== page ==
Madrid hails export-led recession ease-up

Spain's two-year, job-wrecking recession eased in the second quarter of 2013, official data showed on Thursday, as Madrid anticipated an imminent, export-powered end to the downturn.

Madrid hails export-led recession ease-up
The Spanish economy emerged only gingerly from that downturn in 2010 before sliding back into recession in mid-2011.Photo: Pierre Philippe Marcou/AFP

Activity in the eurozone's fourth largest economy shrank by 0.1 percent in the April-June period when compared to the previous quarter, the National Statistics Institute said in a report.

The shallow decline, which compared to a 0.4-percent drop in the first quarter of the year, will raise hopes that Spain is set to shake off a stubborn, double-dip recession that pushed the unemployment rate to 26.26 percent in the second quarter.

A property market crash in 2008 plunged Spain into a recession, destroyed millions of jobs, left banks awash in bad loans and plunged the government deep into debt.

The economy emerged only gingerly from that downturn in 2010 before sliding back into recession in mid-2011.

Prime Minister Mariano Rajoy's conservative government and the Bank of Spain now hope the downward cycle may be close to an end, both saying the economy could post growth in the third quarter, propelled by growing exports and a surge in tourism.

On an annual basis the economy contracted by 1.6 percent in the second quarter following a 2.0 percent decline in the first three months of the year.

The European Commission predicts the Spanish economy will shrink by 1.5 percent this year while the International Monetary Fund forecasts a decline of 1.6 percent.

The statistics agency also reported provisional data showing that inflation slowed in August to 1.6 percent from 1.9 percent in July, as increases in fuel and lubricant prices slowed.

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Spain’s middle-class youngsters the most likely to end up poor across all EU

Spain leads the ranking of EU countries with the highest risk of young people ending up in poverty as adults, despite coming from families without economic difficulties.

Spain is the fourth EU country with the highest inherited poverty
Spain is EU country with most middle-class young people who end up poor. Photo: Jaime ALEKOS / AFP

Spain is also the fourth EU country with the highest rate of inherited poverty risk, according to Eurostat, the EU Statistical Office.

Data on intergenerational poverty indicates that there is a correlation between the financial situation of the household you grew up in and the risk of being poor when you reach adulthood and in Spain, there is a strong link. 

The latest statistics available from 2019 show that the at-risk-of-poverty rate for the EU was 23 percent among adults aged 25 to 59 who grew up in a poor financial situation at home when they were 14 years old. This is 9.6 percentage points more than those who come from families without financial problems (13.4 percent).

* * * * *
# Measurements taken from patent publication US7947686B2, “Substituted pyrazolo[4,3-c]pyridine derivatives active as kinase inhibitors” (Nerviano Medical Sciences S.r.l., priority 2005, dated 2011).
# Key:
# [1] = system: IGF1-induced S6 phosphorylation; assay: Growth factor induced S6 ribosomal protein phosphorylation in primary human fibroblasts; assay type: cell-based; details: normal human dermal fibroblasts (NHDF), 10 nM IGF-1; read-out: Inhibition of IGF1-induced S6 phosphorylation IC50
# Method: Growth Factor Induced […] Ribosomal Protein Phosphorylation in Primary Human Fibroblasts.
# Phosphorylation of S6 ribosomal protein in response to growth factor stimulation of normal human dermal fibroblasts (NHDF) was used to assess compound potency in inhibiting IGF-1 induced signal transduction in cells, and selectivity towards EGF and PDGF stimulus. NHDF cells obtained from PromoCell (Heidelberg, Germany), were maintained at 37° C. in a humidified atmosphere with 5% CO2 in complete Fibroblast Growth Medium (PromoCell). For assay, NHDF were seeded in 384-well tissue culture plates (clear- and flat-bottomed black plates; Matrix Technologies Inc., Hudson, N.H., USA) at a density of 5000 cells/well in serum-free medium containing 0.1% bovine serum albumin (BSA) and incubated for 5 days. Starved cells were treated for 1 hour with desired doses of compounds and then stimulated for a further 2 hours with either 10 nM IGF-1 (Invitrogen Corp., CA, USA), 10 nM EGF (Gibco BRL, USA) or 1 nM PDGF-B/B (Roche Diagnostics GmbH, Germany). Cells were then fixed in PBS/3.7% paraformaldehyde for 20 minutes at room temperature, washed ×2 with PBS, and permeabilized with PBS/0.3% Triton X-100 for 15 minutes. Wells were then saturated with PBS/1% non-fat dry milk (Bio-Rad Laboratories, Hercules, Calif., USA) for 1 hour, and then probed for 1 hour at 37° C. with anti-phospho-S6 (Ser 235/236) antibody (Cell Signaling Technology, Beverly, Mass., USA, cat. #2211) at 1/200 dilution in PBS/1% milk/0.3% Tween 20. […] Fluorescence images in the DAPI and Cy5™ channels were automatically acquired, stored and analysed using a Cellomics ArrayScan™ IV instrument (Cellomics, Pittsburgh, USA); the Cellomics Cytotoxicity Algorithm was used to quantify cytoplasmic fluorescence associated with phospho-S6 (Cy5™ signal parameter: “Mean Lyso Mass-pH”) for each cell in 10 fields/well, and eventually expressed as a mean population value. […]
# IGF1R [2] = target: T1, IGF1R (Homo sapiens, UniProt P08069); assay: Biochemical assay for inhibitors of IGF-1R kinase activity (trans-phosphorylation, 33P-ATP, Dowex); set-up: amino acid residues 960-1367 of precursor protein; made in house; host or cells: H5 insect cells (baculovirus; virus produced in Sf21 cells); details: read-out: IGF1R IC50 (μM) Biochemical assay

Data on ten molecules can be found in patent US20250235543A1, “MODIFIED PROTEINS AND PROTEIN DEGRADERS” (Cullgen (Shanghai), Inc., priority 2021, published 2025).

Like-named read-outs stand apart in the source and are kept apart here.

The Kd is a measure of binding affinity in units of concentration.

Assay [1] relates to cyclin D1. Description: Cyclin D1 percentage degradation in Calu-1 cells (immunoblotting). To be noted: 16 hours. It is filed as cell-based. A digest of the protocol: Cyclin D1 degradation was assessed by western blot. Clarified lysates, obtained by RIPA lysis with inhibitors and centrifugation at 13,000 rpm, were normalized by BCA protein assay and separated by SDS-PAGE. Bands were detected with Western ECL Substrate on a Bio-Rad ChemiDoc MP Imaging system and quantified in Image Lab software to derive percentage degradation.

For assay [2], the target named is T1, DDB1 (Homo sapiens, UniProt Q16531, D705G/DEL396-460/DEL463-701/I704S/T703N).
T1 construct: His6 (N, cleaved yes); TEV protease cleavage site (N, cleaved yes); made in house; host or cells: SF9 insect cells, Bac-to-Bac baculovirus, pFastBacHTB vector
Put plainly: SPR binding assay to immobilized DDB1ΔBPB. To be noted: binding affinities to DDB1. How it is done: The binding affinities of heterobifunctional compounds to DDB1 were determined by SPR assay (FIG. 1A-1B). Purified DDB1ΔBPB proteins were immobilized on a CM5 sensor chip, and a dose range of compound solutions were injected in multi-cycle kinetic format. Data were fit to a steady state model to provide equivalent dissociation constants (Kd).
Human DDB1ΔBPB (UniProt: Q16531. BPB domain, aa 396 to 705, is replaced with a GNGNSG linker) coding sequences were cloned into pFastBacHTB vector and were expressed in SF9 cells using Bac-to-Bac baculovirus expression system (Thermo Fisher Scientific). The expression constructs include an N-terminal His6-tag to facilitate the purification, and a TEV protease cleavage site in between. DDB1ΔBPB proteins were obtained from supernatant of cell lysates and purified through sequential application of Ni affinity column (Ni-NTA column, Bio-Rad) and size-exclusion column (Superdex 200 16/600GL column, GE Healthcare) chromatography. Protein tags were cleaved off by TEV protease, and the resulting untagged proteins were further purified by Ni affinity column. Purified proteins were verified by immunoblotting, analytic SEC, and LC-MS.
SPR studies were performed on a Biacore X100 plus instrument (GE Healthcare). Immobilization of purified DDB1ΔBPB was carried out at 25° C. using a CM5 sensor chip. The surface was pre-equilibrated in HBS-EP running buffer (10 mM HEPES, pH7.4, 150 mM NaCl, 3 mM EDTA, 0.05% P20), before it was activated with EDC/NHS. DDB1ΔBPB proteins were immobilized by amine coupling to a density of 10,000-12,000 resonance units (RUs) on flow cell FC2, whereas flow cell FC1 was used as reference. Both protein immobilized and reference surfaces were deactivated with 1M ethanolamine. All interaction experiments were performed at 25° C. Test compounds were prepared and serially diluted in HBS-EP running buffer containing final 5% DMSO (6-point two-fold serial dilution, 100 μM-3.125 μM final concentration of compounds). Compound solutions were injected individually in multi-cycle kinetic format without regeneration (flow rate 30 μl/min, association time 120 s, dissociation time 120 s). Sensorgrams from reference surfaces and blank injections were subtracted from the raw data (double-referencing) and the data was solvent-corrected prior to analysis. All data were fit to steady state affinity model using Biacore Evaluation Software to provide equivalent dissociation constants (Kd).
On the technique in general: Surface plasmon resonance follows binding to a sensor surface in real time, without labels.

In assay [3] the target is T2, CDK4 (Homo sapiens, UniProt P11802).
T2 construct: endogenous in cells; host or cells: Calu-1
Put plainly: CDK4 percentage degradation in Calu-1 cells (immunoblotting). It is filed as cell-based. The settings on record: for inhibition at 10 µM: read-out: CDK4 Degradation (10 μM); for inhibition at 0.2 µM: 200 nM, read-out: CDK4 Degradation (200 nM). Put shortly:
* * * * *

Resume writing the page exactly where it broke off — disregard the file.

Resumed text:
READ ALSO: Spain’s inflation soars to 29-year high

How the situation in Spain compares with the EU

Spain has become the EU country with the highest risk of poverty among adults who grew up in families with a good financial situation  – 16.6 percent.

This was followed by Latvia with 16 percent and Italy with 15.9 percent.

That statistics also show the countries where it is less likely to be poor after growing up in households without economic difficulties. These include the Czech Republic (5.9 percent), Slovakia (7.9 percent) and Finland (8.5 percent).

The overall poverty rate in the EU decreased by 0.1 percentage points between 2011 (13.5 percent) and 2019 (13.4 percent), but the largest increases were seen in Denmark (1.9 points more), Portugal (1.8 points), the Netherlands (1.7 points) and Spain (1.2 points).  

On the other hand, the biggest decreases in the poverty rate were seen in Croatia (-4 percent), Lithuania (-3.6 percent), Slovakia (-3.5 percent) and Ireland (-3.2 percent).

READ ALSO: Spain’s government feels heat as economic recovery lags

Inherited poverty

The stats revealed that Spain was also the fourth country with the highest rate of inherited poverty risk (30 percent), only behind Bulgaria (40.1 percent), Romania (32.7 percent) and Italy (30.7 percent).

This means that children of poor parents in Spain are also likely to be poor in adulthood. 

The countries with the lowest rate of inherited poverty risk were the Czech Republic (10.2 percent), Denmark (10.3 percent) and Finland (10.5 percent).

The average risk-of-poverty rate for the EU increased by 2.5 percentage points between 2011 (20.5 percent) and 2019 (23 percent), with the largest increases seen in Bulgaria (6 points more), Slovakia and Romania (4.3 points), Italy (4.2 points) and Spain (4.1 points).

The biggest drops were seen in Latvia (-8.5 points), Estonia (-8.0 points) and Croatia (-2.3 points). 

The largest gaps in people at risk of poverty when they reach adulthood were in Bulgaria (27.6 percentage points more among those who belong to families with a poor economic situation as teenagers compared to those who grew up in wealthy households), Romania (17.1), Italy (14.8), Greece (13.5) and Spain (13.4).